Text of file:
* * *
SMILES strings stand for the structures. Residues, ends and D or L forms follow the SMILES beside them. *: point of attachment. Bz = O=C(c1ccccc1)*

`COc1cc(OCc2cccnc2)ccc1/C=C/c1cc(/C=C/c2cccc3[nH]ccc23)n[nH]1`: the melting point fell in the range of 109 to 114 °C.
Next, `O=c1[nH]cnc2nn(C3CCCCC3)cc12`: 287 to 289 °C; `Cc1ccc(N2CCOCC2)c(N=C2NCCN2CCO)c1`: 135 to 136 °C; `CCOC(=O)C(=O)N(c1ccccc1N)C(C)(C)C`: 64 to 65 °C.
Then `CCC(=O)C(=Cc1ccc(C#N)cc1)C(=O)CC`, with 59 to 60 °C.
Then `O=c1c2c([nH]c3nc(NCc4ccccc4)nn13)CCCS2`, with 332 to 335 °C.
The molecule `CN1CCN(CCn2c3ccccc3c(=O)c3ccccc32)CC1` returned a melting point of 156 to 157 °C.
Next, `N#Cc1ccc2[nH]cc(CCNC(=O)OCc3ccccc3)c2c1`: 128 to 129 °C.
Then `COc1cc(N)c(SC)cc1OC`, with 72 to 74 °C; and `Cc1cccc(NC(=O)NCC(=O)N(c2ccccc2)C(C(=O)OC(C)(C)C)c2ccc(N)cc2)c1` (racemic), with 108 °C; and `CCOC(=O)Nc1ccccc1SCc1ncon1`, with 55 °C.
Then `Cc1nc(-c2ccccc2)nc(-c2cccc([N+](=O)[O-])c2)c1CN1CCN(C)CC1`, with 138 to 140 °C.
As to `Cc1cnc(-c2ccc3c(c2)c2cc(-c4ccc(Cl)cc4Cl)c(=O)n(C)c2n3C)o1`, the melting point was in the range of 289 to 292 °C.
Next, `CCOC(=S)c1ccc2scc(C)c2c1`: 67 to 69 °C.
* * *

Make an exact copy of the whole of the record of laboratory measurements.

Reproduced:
SMILES strings stand for the structures. Residues, ends and D or L forms follow the SMILES beside them. *: point of attachment. Bz = O=C(c1ccccc1)*

`COc1cc(OCc2cccnc2)ccc1/C=C/c1cc(/C=C/c2cccc3[nH]ccc23)n[nH]1`: the melting point fell in the range of 109 to 114 °C.
Next, `O=c1[nH]cnc2nn(C3CCCCC3)cc12`: 287 to 289 °C; `Cc1ccc(N2CCOCC2)c(N=C2NCCN2CCO)c1`: 135 to 136 °C; `CCOC(=O)C(=O)N(c1ccccc1N)C(C)(C)C`: 64 to 65 °C.
Then `CCC(=O)C(=Cc1ccc(C#N)cc1)C(=O)CC`, with 59 to 60 °C.
Then `O=c1c2c([nH]c3nc(NCc4ccccc4)nn13)CCCS2`, with 332 to 335 °C.
The molecule `CN1CCN(CCn2c3ccccc3c(=O)c3ccccc32)CC1` returned a melting point of 156 to 157 °C.
Next, `N#Cc1ccc2[nH]cc(CCNC(=O)OCc3ccccc3)c2c1`: 128 to 129 °C.
Then `COc1cc(N)c(SC)cc1OC`, with 72 to 74 °C; and `Cc1cccc(NC(=O)NCC(=O)N(c2ccccc2)C(C(=O)OC(C)(C)C)c2ccc(N)cc2)c1` (racemic), with 108 °C; and `CCOC(=O)Nc1ccccc1SCc1ncon1`, with 55 °C.
Then `Cc1nc(-c2ccccc2)nc(-c2cccc([N+](=O)[O-])c2)c1CN1CCN(C)CC1`, with 138 to 140 °C.
As to `Cc1cnc(-c2ccc3c(c2)c2cc(-c4ccc(Cl)cc4Cl)c(=O)n(C)c2n3C)o1`, the melting point was in the range of 289 to 292 °C.
Next, `CCOC(=S)c1ccc2scc(C)c2c1`: 67 to 69 °C.